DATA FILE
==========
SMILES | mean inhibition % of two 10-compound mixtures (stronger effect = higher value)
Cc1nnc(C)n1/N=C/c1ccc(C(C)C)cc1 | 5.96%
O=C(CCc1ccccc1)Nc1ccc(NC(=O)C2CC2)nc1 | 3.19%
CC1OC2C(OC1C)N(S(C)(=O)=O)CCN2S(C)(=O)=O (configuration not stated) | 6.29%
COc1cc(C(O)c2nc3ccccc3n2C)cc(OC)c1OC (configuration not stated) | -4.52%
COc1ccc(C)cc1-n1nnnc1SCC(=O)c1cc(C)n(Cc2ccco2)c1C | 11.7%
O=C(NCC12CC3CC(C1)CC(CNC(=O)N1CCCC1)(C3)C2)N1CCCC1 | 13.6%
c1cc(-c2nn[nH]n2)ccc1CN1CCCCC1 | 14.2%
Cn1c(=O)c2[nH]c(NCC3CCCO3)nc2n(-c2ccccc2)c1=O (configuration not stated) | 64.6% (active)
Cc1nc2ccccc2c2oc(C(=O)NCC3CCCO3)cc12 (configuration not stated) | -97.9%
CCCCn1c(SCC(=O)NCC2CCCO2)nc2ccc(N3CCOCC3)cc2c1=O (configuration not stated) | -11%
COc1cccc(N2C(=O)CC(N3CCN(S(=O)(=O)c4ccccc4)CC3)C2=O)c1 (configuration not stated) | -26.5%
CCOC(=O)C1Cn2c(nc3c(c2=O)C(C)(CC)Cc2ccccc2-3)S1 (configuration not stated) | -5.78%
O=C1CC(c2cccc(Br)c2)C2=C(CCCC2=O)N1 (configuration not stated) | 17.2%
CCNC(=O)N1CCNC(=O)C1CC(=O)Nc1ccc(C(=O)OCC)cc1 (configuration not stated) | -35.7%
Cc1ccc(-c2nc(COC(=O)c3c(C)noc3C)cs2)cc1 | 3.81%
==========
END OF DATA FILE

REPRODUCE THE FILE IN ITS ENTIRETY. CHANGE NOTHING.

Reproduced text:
SMILES | mean inhibition % of two 10-compound mixtures (stronger effect = higher value)
Cc1nnc(C)n1/N=C/c1ccc(C(C)C)cc1 | 5.96%
O=C(CCc1ccccc1)Nc1ccc(NC(=O)C2CC2)nc1 | 3.19%
CC1OC2C(OC1C)N(S(C)(=O)=O)CCN2S(C)(=O)=O (configuration not stated) | 6.29%
COc1cc(C(O)c2nc3ccccc3n2C)cc(OC)c1OC (configuration not stated) | -4.52%
COc1ccc(C)cc1-n1nnnc1SCC(=O)c1cc(C)n(Cc2ccco2)c1C | 11.7%
O=C(NCC12CC3CC(C1)CC(CNC(=O)N1CCCC1)(C3)C2)N1CCCC1 | 13.6%
c1cc(-c2nn[nH]n2)ccc1CN1CCCCC1 | 14.2%
Cn1c(=O)c2[nH]c(NCC3CCCO3)nc2n(-c2ccccc2)c1=O (configuration not stated) | 64.6% (active)
Cc1nc2ccccc2c2oc(C(=O)NCC3CCCO3)cc12 (configuration not stated) | -97.9%
CCCCn1c(SCC(=O)NCC2CCCO2)nc2ccc(N3CCOCC3)cc2c1=O (configuration not stated) | -11%
COc1cccc(N2C(=O)CC(N3CCN(S(=O)(=O)c4ccccc4)CC3)C2=O)c1 (configuration not stated) | -26.5%
CCOC(=O)C1Cn2c(nc3c(c2=O)C(C)(CC)Cc2ccccc2-3)S1 (configuration not stated) | -5.78%
O=C1CC(c2cccc(Br)c2)C2=C(CCCC2=O)N1 (configuration not stated) | 17.2%
CCNC(=O)N1CCNC(=O)C1CC(=O)Nc1ccc(C(=O)OCC)cc1 (configuration not stated) | -35.7%
Cc1ccc(-c2nc(COC(=O)c3c(C)noc3C)cs2)cc1 | 3.81%